Tutorial to learn how to take macro photographs – “Macro photography”
Are you passionate about photographing flowers and insects close up? In this tutorial you will learn the different facets of macro photography and how to take beautiful macro photos.
Macro photography is a rather complex subject. Before continuing you need to know the basics of exposure. You can learn everything about the exposure in the following three free tutorials:
Shutter Speed – Sensor ISO Sensitivity – Opening of the Diaphragm
Photo edited in Lightroom. [Click here to learn how to use Lightroom.]
What is macro photography?
Macro photography is more commonly referred to macro from the moment your subject has a magnification ratio of 1:1.
(That is, if the size of the subject is one centimeter, it will be the same size on the camera sensor.)
Let’s say you’re taking a picture of a spider whose size is 24mm X 36mm. It will take up your whole picture (the full frame of the sensor).
Some subjects will therefore not be able to be photographed in full in macro photography because they are larger than the sensor of the camera (imagine the size of a large butterfly compared to the size of a sensor).
If your subject measures less than 1mm, that will be micro photography. But that is another subject…
The close-up lens
The close-up lens screws on to the front of the lens like a filter. It acts as a magnifying glass and allows to magnify the image on the sensor.
A close-up lens is characterized by its power (in diopter) and the diameter of its screw pitch (in mm) so that it corresponds to the diameter of your lens.
You can use one or more close-up lenses simultaneously according to the desired result. A close-up lens is not expensive, (within $55), but it causes a significant loss of optical quality, chromatic aberration, and increases the chance of vignetting. One of its advantages is that it doesn’t take up much space. The macrophotography close-up lens can easily slip into a photo bag, so you will always have enough tools for taking macro photos.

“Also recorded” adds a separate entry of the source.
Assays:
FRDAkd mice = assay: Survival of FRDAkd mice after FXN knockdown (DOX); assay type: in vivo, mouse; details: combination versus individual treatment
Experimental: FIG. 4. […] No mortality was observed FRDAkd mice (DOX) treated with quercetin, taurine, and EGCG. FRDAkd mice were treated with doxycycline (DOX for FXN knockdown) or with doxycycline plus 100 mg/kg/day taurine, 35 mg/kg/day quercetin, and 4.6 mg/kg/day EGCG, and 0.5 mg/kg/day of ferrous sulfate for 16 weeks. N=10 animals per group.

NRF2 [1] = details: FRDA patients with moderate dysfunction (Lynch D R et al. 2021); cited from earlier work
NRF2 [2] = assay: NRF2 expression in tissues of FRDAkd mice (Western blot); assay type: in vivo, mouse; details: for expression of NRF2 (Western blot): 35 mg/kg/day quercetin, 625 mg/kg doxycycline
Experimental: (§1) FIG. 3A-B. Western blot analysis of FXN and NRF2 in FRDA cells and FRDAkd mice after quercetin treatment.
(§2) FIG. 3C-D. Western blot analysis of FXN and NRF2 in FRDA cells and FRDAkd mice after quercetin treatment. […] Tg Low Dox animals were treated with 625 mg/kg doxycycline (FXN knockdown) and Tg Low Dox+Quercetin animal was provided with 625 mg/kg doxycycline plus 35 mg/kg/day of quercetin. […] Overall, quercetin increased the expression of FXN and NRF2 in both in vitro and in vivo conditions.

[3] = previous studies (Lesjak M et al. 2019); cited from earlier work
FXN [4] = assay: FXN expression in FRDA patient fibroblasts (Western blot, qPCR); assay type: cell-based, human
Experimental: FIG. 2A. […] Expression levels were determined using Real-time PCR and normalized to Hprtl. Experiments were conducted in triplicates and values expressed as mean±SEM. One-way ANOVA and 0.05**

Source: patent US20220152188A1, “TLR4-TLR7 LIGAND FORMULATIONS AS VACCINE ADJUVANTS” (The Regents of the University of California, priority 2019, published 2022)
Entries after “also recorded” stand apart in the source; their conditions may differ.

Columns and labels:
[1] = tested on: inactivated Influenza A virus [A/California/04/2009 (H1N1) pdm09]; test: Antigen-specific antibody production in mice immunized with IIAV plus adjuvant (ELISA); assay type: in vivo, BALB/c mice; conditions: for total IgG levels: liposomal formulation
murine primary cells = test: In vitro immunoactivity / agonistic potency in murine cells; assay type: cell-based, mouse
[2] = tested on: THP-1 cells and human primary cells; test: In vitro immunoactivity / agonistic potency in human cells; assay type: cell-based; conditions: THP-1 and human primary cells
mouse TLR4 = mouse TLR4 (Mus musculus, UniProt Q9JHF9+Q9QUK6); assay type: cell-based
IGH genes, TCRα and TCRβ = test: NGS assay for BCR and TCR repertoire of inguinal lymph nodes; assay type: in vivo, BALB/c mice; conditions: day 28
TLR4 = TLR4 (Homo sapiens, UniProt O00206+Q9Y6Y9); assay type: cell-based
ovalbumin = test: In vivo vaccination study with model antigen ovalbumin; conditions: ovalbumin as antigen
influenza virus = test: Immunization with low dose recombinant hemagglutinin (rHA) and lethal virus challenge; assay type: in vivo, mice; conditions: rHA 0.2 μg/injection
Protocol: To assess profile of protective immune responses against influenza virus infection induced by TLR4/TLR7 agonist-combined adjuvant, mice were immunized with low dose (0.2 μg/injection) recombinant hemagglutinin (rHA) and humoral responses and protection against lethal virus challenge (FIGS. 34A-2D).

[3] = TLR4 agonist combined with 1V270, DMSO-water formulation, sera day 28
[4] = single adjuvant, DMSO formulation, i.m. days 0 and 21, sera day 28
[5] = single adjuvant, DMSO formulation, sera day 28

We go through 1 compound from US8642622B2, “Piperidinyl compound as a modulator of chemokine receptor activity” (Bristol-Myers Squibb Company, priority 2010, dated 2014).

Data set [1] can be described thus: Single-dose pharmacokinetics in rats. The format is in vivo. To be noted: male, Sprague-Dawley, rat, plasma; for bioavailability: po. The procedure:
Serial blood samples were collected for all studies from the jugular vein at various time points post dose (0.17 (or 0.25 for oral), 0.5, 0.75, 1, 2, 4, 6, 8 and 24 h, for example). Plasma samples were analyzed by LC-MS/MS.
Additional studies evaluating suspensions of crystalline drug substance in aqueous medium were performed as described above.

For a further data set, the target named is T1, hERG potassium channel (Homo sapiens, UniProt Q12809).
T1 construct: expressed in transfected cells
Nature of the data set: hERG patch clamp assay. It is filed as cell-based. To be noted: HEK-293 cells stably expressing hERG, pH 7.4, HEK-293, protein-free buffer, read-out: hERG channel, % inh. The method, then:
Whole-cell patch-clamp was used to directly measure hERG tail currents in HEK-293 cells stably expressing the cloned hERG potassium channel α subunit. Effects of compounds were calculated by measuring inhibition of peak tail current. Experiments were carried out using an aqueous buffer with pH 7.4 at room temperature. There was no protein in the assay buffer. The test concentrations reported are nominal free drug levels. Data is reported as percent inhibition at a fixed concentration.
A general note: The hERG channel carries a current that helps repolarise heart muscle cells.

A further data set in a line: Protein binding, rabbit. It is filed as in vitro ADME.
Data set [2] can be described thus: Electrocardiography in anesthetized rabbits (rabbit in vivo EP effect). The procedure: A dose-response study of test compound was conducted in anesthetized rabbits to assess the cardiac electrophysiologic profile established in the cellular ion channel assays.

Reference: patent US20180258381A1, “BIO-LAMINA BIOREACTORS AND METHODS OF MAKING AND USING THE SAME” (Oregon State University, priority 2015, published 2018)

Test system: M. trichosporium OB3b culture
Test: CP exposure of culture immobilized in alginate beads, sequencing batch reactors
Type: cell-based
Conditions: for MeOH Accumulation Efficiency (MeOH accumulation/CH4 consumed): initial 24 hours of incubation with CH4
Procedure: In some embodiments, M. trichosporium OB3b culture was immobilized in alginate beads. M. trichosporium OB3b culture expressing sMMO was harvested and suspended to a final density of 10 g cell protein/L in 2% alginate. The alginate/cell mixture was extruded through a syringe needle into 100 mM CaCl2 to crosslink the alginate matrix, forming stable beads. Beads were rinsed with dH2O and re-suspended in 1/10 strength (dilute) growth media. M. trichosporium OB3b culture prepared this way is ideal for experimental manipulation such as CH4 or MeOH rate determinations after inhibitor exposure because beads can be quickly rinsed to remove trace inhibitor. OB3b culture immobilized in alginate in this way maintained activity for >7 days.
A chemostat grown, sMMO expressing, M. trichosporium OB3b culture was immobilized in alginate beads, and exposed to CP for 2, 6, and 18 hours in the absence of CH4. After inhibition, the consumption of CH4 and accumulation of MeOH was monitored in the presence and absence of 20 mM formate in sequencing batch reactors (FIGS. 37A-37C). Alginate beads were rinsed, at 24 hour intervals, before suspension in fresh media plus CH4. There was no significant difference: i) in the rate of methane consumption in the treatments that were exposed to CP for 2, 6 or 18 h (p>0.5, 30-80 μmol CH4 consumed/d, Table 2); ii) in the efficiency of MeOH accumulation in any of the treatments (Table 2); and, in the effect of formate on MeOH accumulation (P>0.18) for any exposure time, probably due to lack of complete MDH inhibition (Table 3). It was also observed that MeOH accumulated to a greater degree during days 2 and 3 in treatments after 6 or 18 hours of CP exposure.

The extension tube
The extension tube is usually delivered in sets of three components, and has no optical elements.
The idea this time is not to screw something on to the lens, but to insert a tube extension between the case and the lens to increase the distance between the lens and the sensor.
The extension tube is used to reduce the focal distance which permits higher magnification.
Extension tubes have several sizes and are stackable to further reduce the focal distance.
If we do not have an optical element, we will not lose quality.
However we will significantly lose brightness, especially if we stack several tubes.
It will therefore be necessary to use an external source, such as a flash, to compensate for this loss.
The extension tube remains an excellent way to start in macro photography with a satisfactory quality rendering for a reasonable price (about $170).
The reversed lens technique is to put a lens on the camera upside down, meaning that the front lens will face the camera and the rear will face out.
To do this simply use a reversed lens (attached directly to the camera and the lens). Its cost is relatively low – around $35.
The magnification will of course be different according to the used lens. There are many possible combinations. The shorter your focal length, the higher the magnification and the closer you are to the subject.
For example, with a reversed 24mm you will have very high magnification, and will be extremely close to the subject (less than 5 centimeters).
You will therefore have to make a compromise between the magnification and the distance from your subject.
The macro bellows
The bellows have an operating principle similar to that of the extension tube. They’re inserted between the case and the lens. Their purpose is to reduce the focal distance.
With the advantage of being able to be lengthened or shortened (from 48 to 208mm for some bellows) they allow maximal magnification ratios in macrophotography.
The main advantage of the bellows is that they act as an concertina, since they can be lengthened or shortened to obtain the desired reproduction scale. We can therefore vary the magnification with the same lens without having to disassemble it.